Galef Looks to Project Labor Agreements as Possible Money Savers

For Immediate Release Contact: Sandy Galef

(518) 455-5348

(914) 941-1111

Assemblywoman Galef Continues to Investigate Ways to Save Money for Taxpayers

Galef held roundtable discussion on Project Labor
Agreements to evaluate them as
a tool for saving on capital projects

(May 21, 2013) On Wednesday, May 15th, Assemblywoman Sandy Galef hosted a forum to discuss Project Labor Agreements and how they may offer money saving opportunities for capital projects.

“While I am still not sure that we have found the answer to our problems surrounding the Wicks Law in Project Labor Agreements, I believe that they are a potential means to making sure taxpayer money is spent in the most effective way possible. As long as the outdated Wicks Law is in place, and my colleagues do not favor reforming or overturning it, I think PLAs may present an alternative that is not perfect, but may be better than working within Wicks restrictions. I hope that this roundtable on Public Labor Agreements was as informative for local governments and schools as it was for me,” said Assemblywomen Galef.

Galef invited schools boards and school superintendents, municipal and county officials, as well as her constituents to come hear what people in labor and industry and school boards have to say about Project Labor Agreements. There was not agreement at the table that PLAs were in fact a discussion that should happen in the context of the Wicks law. Some are still not satisfied that PLAs can include non-union labor, although others said it could.

Capital Projects make up a significant portion of local budgets and the cost of labor represents a sizable portion of capital project expenditures. Therefore, any way to reduce labor costs would help reduce the amount of funds expended on a given project. Under current statute, Wicks Law requires that subcontractors for each component of a project (i.e.: plumbing, heating, ventilation, air conditioning and electrical) must submit bids for separate contracts, for any construction project over $1.5 million in some of the larger counties, and much less for smaller counties. Many have complained that differing terms from contract to contract on the same project cause problems including work stoppages that lead to increased costs. Project Labor Agreements (PLAs) are pre-hire collective bargaining contracts in which the entity looking to hire a contractor establishes the same working conditions for all workers on the project and allows a project to then be exempt from Wicks. PLAs have been suggested as a means to reduce labor costs.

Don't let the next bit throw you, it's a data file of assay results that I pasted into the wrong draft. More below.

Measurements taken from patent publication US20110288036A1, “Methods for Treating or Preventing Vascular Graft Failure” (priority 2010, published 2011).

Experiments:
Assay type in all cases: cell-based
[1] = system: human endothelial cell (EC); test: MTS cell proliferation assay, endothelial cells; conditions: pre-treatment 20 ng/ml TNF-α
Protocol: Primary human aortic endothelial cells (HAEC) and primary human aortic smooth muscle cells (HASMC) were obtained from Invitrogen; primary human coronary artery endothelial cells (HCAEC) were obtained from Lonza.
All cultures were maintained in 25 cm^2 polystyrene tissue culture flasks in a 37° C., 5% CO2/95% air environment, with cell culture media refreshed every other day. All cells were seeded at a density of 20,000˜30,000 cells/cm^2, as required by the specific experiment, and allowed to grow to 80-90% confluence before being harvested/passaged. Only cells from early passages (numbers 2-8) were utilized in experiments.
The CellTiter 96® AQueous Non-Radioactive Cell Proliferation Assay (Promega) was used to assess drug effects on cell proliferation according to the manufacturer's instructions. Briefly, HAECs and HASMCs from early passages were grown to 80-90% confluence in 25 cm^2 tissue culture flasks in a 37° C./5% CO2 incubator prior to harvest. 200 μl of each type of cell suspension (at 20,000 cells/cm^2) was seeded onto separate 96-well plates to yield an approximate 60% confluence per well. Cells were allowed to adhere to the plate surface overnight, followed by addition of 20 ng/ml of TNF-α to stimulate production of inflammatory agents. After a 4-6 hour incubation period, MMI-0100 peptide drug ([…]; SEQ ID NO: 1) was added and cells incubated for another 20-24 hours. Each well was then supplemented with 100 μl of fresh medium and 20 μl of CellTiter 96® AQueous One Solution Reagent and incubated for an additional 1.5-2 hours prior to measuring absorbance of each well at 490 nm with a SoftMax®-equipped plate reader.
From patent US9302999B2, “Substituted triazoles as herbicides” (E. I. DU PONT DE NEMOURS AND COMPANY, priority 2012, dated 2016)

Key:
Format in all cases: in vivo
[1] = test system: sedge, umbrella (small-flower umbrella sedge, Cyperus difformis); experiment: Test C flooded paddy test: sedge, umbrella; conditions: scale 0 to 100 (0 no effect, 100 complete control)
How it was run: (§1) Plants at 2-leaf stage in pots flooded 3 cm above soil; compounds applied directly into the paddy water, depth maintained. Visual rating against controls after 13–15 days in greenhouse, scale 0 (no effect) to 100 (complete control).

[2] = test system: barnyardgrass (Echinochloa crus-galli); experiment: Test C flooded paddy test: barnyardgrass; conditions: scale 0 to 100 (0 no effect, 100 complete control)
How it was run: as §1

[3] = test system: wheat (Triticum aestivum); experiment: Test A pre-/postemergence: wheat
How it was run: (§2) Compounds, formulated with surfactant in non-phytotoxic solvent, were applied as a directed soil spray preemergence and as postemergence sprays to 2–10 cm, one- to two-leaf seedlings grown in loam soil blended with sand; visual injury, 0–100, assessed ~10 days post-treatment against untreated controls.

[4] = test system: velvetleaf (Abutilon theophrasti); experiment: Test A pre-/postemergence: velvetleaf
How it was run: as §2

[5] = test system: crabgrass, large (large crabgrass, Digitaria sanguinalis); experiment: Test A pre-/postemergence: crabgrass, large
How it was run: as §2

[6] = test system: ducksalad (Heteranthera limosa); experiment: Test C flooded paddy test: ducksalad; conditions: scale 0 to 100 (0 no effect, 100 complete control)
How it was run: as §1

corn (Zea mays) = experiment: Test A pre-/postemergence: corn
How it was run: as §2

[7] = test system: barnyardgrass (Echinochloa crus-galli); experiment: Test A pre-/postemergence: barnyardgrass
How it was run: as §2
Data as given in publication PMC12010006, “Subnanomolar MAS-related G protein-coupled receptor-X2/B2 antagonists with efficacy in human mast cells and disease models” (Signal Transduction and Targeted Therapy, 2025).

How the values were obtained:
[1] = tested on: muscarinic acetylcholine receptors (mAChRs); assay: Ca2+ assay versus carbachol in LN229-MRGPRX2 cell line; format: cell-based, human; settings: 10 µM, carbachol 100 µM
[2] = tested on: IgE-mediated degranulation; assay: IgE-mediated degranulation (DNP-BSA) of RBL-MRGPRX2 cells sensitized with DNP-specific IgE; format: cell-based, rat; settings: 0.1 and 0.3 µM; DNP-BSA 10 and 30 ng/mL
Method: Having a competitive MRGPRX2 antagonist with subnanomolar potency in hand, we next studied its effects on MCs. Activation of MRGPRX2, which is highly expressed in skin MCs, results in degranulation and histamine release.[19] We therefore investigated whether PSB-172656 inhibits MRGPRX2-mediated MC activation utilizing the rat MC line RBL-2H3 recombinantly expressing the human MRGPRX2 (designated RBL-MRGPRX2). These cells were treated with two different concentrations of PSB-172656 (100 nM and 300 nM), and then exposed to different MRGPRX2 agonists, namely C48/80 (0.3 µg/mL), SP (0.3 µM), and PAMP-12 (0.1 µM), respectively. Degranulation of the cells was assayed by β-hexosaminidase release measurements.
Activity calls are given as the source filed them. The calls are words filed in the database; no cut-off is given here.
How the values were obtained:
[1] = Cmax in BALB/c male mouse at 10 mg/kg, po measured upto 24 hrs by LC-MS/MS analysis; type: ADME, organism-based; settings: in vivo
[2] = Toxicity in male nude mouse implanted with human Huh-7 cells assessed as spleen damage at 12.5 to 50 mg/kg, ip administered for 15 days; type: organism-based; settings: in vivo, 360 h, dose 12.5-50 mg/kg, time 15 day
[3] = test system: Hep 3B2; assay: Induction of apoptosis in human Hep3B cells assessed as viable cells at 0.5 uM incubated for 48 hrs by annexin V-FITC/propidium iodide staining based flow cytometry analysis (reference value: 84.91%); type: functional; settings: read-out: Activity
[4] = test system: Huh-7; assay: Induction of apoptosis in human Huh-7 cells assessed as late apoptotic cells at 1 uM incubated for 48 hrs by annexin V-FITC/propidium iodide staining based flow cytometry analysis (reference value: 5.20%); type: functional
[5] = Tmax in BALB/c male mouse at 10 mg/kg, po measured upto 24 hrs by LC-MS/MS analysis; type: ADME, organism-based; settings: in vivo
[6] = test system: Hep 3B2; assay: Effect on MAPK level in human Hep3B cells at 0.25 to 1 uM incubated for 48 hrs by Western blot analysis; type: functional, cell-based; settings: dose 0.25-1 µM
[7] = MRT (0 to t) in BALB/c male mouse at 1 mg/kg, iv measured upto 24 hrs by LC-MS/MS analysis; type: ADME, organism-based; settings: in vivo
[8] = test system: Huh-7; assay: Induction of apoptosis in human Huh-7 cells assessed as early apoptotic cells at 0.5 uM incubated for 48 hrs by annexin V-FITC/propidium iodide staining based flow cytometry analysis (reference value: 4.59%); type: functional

Assemblywomen Galef’s moderated discussion included six panelists heavily involved in the planning and execution of New York State capital projects who were very familiar with Project Labor Agreements. These panelists included Kelly Macmillan the Director of Public Infrastructure Projects for the Empire State Development Corporation and the Tappan Zee Bridge Replacement Project, and Ted Nadratowski, the NYS Thruway Authority’s Interim Project Manager for the Tappan Zee Project. Nadratowski explained that New York State was projected to save at least $452 million due to a Project Labor Agreement (PLA) negotiated for the Tappan Zee Bridge Replacement. This PLA ensured that there would not be work stoppages for the duration of the project and it allowed staggered work times which eliminated the need for costly overtime pay, among other provisions.

Ross Pepe the President of the Construction Industry Council of Westchester and the Hudson Valley, echoed support of PLAs because of their ability to provide jobs for local workers, a requirement that can be built into a PLA. Further, Pepe explained how the uniformed terms and conditions established prior to the beginning of the project being bid allow for more ideal conditions for workers, worker efficiency and maximum productivity.

Michael Elemendorf, President and CEO of Associated General Contractors NYS LLC, however questioned the value of PLAs because he viewed their policy of establishing a rate prior to the acceptance of contractors’ bids as a means to prevent open competition. Additionally, he believed that PLAs did not allow contractors who hire non-union labor the same opportunities to jobs with a PLA as strict union shops would have.

Edward Doyle the President of the Building & Trades Council of Westchester and Putnam found that in his experience, using PLAs for school district capital improvements has been beneficial, and evidence can be found in the success of implemented PLAs in Mount Vernon, Pleasantville, Bronxville and New Rochelle.

Michael Fox who is a Senior Legislative Policy Analyst for the New York State School Boards Association believes that while PLAs can be effective they are not necessarily the answer in every situation, and are particularly tricky in more rural areas of the state.

“While not everyone can agree that Wicks serves a purpose, or that Project Labor Agreements are a way to offer protections from Wicks while still keeping jobs competitive, there may be opportunities where Project Labor Agreements can help to make capital projects more efficient,” said Galef. “At least, until we can make some progress on Wicks, I think municipalities and school districts should explore the use of a project labor agreement early on in the project to see if it could yield efficiencies and savings. I intend to continue to push for Wicks reform, but until then, I suggest PLAs might help,” she concluded.

Bazzo 05/22/13

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